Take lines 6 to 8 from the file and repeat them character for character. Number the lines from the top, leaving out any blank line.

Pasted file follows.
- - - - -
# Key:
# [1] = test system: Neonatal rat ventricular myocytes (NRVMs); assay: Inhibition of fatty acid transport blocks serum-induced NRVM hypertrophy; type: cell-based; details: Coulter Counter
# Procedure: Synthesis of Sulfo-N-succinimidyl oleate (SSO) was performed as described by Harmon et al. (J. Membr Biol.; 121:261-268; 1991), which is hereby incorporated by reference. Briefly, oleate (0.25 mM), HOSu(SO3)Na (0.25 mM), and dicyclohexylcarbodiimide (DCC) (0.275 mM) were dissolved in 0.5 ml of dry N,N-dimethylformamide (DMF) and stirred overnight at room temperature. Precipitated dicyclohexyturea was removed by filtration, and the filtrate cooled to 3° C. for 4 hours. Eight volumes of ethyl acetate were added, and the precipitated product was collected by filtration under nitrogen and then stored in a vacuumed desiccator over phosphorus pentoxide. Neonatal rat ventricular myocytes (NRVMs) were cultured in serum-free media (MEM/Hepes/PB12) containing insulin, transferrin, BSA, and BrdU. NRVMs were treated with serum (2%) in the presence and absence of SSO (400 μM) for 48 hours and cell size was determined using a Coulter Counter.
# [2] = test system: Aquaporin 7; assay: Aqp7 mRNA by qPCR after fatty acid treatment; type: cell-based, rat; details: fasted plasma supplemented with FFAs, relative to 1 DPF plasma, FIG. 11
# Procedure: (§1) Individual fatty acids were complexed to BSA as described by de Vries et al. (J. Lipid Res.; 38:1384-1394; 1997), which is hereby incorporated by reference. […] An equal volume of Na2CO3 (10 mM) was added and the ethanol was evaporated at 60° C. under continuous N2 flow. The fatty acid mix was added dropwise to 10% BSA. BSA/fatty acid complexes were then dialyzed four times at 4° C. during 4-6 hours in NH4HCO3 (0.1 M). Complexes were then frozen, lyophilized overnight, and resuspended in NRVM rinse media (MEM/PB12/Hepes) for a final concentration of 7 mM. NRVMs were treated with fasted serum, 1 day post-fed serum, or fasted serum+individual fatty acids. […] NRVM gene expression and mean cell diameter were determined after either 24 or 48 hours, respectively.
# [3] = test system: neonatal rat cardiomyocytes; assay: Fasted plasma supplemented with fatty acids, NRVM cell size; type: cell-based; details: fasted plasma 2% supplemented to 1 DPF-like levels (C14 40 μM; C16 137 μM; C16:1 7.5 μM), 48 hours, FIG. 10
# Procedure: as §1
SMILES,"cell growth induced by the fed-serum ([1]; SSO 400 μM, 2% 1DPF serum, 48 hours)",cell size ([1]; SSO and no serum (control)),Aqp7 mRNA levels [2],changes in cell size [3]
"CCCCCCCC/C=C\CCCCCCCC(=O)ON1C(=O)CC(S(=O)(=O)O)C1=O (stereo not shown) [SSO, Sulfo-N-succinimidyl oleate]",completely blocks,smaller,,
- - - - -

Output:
# [3] = test system: neonatal rat cardiomyocytes; assay: Fasted plasma supplemented with fatty acids, NRVM cell size; type: cell-based; details: fasted plasma 2% supplemented to 1 DPF-like levels (C14 40 μM; C16 137 μM; C16:1 7.5 μM), 48 hours, FIG. 10
# Procedure: as §1
SMILES,"cell growth induced by the fed-serum ([1]; SSO 400 μM, 2% 1DPF serum, 48 hours)",cell size ([1]; SSO and no serum (control)),Aqp7 mRNA levels [2],changes in cell size [3]